Workplace Dynamics: Working With an Anxiety Disorder

Anxiety disorders are very difficult things to live with. Anxiety attacks may happen for no obvious reason, at the most inopportune moments. This is actually a common medical condition, but those with the problem rarely discuss it with anyone, if they can help it. Anxiety disorders are so unpleasant, and cause such serious dysfunction, that it's not the sort of topic that easily enters conversation.

The Work Environment

The workplace environment contains some natural stresses which may act as aggravating elements. Managing the situation will require some help.

While your disorder may be a source of considerable concern and regular irritation, to handle any workplace issues it may cause, you will need to tell your employer about the problem. Despite your natural reservations regarding discussing these issues, it really is necessary, because if you don't, nobody will know how to deal with the situation.

Important: Don't try and "manage" an active anxiety disorder by yourself.

If you try to manage it without assistance, you may find that your highly defensive mindset during episodes can result in major issues with other staff and management. They know nothing about your situation. They may consider you to be hysterical, hostile or unreasonable, not suffering from a medical condition.

Employers will also be concerned for your welfare in these situations, as well as concerned you didn't tell them about the issues. If they don't know there's a problem, they can't help effectively when there's a situation that needs managing.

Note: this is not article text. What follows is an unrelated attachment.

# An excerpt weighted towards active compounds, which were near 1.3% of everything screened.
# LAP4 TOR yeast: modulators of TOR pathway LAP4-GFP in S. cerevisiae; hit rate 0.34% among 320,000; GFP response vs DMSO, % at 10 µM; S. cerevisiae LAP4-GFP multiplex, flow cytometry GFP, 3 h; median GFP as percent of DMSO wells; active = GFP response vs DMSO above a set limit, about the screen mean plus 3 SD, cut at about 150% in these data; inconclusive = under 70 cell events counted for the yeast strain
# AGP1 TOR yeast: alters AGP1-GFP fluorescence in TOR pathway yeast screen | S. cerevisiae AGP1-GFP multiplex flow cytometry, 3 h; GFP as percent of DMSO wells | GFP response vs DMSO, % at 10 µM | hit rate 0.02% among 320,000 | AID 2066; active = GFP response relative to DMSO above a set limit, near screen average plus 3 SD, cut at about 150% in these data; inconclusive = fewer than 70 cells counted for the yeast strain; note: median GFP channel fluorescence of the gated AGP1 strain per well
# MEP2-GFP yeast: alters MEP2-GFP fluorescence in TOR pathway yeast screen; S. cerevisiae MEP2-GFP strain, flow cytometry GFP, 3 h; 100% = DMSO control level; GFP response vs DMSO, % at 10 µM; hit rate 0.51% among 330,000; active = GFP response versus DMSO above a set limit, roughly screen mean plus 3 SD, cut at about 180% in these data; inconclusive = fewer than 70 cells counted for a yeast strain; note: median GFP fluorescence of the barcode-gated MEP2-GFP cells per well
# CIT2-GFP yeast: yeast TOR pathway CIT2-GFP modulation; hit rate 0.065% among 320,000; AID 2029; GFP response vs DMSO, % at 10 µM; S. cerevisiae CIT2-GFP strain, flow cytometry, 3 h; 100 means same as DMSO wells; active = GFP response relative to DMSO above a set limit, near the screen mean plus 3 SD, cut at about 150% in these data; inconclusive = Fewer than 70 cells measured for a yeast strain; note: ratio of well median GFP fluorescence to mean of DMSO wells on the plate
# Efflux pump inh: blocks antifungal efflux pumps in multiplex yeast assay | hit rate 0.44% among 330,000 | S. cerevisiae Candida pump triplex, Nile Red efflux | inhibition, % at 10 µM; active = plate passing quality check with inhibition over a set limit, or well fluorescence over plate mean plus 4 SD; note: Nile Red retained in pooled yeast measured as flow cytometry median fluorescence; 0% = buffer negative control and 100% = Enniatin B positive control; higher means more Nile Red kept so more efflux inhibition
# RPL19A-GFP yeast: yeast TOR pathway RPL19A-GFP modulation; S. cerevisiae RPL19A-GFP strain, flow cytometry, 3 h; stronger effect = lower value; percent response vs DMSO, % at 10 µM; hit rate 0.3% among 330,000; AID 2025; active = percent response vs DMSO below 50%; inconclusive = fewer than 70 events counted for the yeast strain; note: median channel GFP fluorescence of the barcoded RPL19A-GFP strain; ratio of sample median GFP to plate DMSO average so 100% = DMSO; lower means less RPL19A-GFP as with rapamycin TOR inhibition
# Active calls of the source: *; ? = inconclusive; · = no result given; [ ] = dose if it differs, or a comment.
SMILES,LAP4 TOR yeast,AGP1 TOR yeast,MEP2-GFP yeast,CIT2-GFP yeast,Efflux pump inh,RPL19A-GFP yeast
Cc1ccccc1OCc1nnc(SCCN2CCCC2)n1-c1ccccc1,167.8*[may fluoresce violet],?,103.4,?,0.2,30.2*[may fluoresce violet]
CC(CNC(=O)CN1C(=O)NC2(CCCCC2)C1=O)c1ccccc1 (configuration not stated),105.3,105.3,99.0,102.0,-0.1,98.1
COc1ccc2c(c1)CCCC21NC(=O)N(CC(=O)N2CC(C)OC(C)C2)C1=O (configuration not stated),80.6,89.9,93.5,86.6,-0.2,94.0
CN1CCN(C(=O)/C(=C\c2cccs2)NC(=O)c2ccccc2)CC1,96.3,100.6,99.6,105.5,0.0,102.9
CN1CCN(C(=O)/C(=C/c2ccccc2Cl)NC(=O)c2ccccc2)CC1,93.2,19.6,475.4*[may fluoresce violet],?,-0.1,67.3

How to Handle the Workplace with an Anxiety Disorder

You can get effective assistance from employers quite easily. If you explain the situation beforehand, they know what they're dealing with. This is a medical situation, it's nobody's business but yours and your confidentiality will be respected. The only people that need to know anything about it are the management stream and the office nurse or first aid person.

When at work, you can also put in place a good system for dealing with any problems and making the workplace a friendly environment:

Put the first aid person on speed dial: This is quick, effective, and when the first aid person is briefed and ready to help, it becomes a no-fuss situation. If you've had an anxiety disorder for a while, you'll know the signs and be able to respond effectively.

Develop a stress management program for yourself: Create a good, reliable work system as a self-backup to reduce any effects of episodes. Work steadily and systematically, so you can be sure of not being stressed by deadlines, or sudden calls on your time. That's a natural stress reducer, and you can stay organized under all conditions.

Analyze any causes you may identify: Any situation which regularly causes problems may, ironically, help you deal with the condition. Finding the triggers to anxiety attacks is a big help in treatment. Your doctor might have an instant answer to the triggers which could really improve your quality of life.

The good news about anxiety disorders is that they do respond to treatment over time. Reducing their effects as the disorder takes its natural course is the simplest, safest way of minimizing the effects.